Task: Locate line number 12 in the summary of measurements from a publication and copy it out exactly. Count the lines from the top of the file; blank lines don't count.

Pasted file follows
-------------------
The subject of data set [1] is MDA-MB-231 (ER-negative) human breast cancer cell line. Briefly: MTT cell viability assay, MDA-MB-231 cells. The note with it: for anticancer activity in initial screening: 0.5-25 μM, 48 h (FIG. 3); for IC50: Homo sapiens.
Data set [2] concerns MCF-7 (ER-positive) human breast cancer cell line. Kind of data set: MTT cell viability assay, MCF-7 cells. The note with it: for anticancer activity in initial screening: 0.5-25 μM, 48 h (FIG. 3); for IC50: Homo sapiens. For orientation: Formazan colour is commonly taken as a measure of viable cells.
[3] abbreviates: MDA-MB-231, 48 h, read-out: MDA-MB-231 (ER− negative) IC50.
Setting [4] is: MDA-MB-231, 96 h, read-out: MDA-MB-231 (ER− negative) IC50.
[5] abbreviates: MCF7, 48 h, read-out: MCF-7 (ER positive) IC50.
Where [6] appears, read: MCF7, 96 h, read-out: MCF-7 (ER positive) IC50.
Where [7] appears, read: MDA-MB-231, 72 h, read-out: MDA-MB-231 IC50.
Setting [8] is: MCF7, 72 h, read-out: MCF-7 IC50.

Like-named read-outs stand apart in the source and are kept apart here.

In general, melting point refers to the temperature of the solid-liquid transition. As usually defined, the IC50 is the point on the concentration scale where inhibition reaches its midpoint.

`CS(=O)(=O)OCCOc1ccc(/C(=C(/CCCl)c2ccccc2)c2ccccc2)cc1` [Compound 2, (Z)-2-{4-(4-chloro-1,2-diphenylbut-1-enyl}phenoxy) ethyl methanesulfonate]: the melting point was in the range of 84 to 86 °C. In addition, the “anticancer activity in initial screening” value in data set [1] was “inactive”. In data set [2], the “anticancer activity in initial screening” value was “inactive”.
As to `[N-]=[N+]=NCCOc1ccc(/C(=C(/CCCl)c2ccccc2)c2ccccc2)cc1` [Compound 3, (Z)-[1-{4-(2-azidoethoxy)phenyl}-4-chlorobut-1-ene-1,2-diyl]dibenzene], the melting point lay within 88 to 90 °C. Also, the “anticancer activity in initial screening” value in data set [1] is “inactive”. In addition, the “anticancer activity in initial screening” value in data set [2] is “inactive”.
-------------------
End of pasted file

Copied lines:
As to `[N-]=[N+]=NCCOc1ccc(/C(=C(/CCCl)c2ccccc2)c2ccccc2)cc1` [Compound 3, (Z)-[1-{4-(2-azidoethoxy)phenyl}-4-chlorobut-1-ene-1,2-diyl]dibenzene], the melting point lay within 88 to 90 °C. Also, the “anticancer activity in initial screening” value in data set [1] is “inactive”. In addition, the “anticancer activity in initial screening” value in data set [2] is “inactive”.